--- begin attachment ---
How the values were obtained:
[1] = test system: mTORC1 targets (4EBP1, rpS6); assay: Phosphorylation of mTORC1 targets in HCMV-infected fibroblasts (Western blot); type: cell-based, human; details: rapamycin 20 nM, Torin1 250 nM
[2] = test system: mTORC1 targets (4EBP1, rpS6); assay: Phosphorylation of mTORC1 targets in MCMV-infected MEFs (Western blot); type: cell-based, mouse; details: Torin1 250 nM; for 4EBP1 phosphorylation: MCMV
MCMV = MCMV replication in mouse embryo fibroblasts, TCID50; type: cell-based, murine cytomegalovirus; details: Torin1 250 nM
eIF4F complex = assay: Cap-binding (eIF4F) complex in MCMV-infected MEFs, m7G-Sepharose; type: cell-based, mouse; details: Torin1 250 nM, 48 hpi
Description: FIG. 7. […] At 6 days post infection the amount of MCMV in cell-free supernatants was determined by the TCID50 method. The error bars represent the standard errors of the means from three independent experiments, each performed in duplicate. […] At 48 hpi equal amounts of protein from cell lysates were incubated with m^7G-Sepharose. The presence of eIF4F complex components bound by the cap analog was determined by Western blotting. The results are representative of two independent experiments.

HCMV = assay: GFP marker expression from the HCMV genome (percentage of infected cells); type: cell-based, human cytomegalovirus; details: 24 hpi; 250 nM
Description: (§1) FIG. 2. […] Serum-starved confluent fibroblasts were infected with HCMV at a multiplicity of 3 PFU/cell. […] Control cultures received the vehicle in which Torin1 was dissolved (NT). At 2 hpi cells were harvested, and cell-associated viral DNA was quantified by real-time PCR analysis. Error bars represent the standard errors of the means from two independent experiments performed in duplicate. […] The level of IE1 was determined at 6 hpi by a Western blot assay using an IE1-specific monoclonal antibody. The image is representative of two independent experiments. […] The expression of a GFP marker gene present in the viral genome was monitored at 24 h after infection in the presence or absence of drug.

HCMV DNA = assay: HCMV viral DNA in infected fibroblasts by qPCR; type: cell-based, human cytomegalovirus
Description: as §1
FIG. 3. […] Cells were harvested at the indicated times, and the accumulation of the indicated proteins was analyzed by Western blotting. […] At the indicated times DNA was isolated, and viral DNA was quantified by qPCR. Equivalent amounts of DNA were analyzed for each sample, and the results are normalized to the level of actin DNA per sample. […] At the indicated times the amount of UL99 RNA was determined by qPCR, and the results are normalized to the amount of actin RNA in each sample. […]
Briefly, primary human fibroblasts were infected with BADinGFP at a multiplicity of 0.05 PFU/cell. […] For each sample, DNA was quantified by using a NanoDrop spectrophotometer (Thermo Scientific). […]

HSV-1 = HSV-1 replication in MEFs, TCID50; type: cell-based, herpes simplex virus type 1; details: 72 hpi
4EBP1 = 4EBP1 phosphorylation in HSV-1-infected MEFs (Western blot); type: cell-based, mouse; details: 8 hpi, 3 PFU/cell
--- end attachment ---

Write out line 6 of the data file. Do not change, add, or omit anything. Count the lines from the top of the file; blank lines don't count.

Description: FIG. 7. […] At 6 days post infection the amount of MCMV in cell-free supernatants was determined by the TCID50 method. The error bars represent the standard errors of the means from three independent experiments, each performed in duplicate. […] At 48 hpi equal amounts of protein from cell lysates were incubated with m^7G-Sepharose. The presence of eIF4F complex components bound by the cap analog was determined by Western blotting. The results are representative of two independent experiments.